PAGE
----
New York City Mayor Bill de Blasio used his first State of the City speech on Monday to put forth many of the uber-progressive ideas that swept him into office in November, pledging to fight for the poor and immigrants, raise the minimum wage and shrink the income and equality gap by “lifting the floor” for all city residents.
“We’re fighting to give everyone a fair shot, so that city government doesn’t set its priorities by the needs of those at the very top while ignoring the struggle of those born under a less lucky star,” the mayor said. “We will give a fair shot to those who deserve it most, our children, all of them.”
Standing beneath a banner proclaiming One New York: Rising Together, de Blasio laid out a blueprint for the kind of Robin Hood politics that swept him into office. It’s an agenda steeped in unabashedly progressive ideals that has gained the attention of national Democrats watching to see if de Blasio’s gameplan is a possible model moving forward. If enacted, his lofty, liberal proposals could upend a dozen years of policies enacted by the billionaire former mayor Michael Bloomberg, who was widely praised for his innovative approaches to improving public health in the city but whose economic and policing policies were often considered hostile to poor and minority New Yorkers.
“The truth is the state of our city as we find it today is a tale of two cities,” de Blasio said, “with an inequality gap that fundamentally threatens our future.”
During his speech at a community college in the largely blue collar borough of Queens, de Blasio outlined a range of policy proposals including his call for taxing the rich to pay for universal Pre-K, which was the centerpiece of his campaign. He also pledged to help undocumented immigrants, build more affordable housing and hike the minimum wage.
“We will navigate toward a future that is progressive and fiscally responsible,” he said. “But even with these impediments before us we’ve begun the fight to lift the floor for all New Yorkers, to improve the life condition for those who struggle with great determination, not only to get ahead but to their heads above water, and we’re fighting to give everyone a fair shot.”
The proposed pre-K tax increase has already put de Blasio at odds with Gov. Andrew Cuomo, a more centrist Democrat eyeing a possible presidential bid. Cuomo has said the state could fund universal Pre-K without raising taxes on high earners, a proposal rebuffed by de Blasio.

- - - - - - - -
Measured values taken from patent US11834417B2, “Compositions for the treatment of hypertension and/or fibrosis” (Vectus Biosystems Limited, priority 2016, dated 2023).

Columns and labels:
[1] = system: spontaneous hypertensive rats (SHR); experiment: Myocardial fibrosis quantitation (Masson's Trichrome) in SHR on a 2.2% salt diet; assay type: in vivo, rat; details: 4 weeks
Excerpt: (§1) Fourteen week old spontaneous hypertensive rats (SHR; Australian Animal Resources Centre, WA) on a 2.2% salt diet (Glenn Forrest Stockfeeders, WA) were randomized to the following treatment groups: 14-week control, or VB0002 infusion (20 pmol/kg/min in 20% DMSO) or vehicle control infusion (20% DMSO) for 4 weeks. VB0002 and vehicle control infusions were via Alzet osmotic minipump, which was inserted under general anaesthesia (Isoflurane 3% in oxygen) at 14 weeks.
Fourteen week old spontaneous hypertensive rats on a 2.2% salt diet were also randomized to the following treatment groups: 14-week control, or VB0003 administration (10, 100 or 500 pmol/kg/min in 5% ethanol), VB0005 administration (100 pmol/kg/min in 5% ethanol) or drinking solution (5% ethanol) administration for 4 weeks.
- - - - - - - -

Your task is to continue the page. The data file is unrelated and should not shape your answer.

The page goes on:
“Raising taxes on the rich makes our commitment to our kids more than just words,” he said. “It makes that commitment real. It makes that commitment fair. And it offers a promise to our kids that they can count on.”
The mayor’s controversial tax plan would increase taxes slightly for those making between $500,000 and $1 million a year at an average of about $970.
“Let’s dedicate the funding that we need so New York can do what it must and let’s ask those who have been so fortunate help us. This is about the children of the city of New York and just how strong of a commitment we are willing to make to their future,” de Blasio said.
De Blasio called for the construction of 200,000 units of affordable housing and the elimination of tax-breaks for real estate builders who don’t commit to also providing units for lower-income residents.
De Blasio also embraced immigrants living illegally in the city, vowing to “protect the almost half-million undocumented New Yorkers whose voices too often go unheard.”
He said that the city would reach out to immigrants regardless of their legal status to offer them Municipal Identification cards. Lack of official government ID has prevented many from opening bank accounts, checking out library books and even accessing care from medical clinics.
“To all of my fellow New Yorkers who are undocumented, I say, ‘New York City is your home too, and we will not force any of our residents to live their lives in the shadows,’” de Blasio said.
The mayor called for higher quality education and fairly paid workers.
“We find ourselves at a fork in the road,” de Blasio said. “We can look down the path that we’ve been on for far too long. We can see it as the easier trail to traverse, and fool ourselves into thinking it’s our only option. Or we can take the other road, the path to closing the inequality gap, that very New York option of taking on big challenges and getting results.”